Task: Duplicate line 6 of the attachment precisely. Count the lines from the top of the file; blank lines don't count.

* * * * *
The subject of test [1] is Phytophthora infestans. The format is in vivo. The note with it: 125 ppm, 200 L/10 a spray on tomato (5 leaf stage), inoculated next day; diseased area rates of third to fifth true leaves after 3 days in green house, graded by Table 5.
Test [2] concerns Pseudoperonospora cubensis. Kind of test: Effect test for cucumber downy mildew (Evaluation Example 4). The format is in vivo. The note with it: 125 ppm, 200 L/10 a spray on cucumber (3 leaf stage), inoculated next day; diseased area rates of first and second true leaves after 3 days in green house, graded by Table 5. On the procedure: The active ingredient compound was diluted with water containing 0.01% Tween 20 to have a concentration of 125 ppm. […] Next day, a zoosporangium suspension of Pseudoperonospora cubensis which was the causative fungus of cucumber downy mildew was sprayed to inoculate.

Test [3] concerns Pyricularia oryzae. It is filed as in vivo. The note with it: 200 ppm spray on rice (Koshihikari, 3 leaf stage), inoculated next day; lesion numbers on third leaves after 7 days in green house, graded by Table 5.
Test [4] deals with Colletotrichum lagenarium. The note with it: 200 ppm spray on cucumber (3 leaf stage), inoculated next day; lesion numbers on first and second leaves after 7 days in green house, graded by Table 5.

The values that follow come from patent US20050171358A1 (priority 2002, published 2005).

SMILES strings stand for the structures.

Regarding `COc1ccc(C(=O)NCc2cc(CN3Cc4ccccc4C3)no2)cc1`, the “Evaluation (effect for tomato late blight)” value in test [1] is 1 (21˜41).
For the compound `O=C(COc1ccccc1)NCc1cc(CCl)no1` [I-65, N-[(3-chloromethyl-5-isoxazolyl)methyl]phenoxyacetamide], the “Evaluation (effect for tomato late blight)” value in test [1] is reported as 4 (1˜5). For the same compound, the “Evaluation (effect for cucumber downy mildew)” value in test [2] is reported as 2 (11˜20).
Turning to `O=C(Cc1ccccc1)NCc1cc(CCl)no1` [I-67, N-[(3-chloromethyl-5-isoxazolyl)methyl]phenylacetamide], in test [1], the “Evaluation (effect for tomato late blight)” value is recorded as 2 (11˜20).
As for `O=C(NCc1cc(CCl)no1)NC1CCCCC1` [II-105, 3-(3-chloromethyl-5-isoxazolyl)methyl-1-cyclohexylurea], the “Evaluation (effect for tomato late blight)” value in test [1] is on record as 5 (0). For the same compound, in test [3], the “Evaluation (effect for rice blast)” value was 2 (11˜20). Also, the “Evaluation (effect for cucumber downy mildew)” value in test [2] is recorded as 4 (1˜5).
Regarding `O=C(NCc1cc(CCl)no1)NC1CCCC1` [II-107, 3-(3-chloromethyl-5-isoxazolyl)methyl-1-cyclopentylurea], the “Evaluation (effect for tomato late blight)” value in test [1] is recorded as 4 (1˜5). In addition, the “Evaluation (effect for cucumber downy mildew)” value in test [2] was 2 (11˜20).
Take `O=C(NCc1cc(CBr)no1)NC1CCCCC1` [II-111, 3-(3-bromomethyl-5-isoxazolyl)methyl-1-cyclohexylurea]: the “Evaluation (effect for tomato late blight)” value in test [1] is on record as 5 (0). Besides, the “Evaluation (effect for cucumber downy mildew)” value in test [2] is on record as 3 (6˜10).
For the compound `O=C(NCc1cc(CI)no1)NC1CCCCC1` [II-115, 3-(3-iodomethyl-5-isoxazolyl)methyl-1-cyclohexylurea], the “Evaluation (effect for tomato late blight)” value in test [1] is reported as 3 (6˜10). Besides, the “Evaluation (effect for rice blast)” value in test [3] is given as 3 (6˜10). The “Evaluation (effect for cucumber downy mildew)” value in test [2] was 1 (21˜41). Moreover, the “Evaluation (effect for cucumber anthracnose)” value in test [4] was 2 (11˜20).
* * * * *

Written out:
SMILES strings stand for the structures.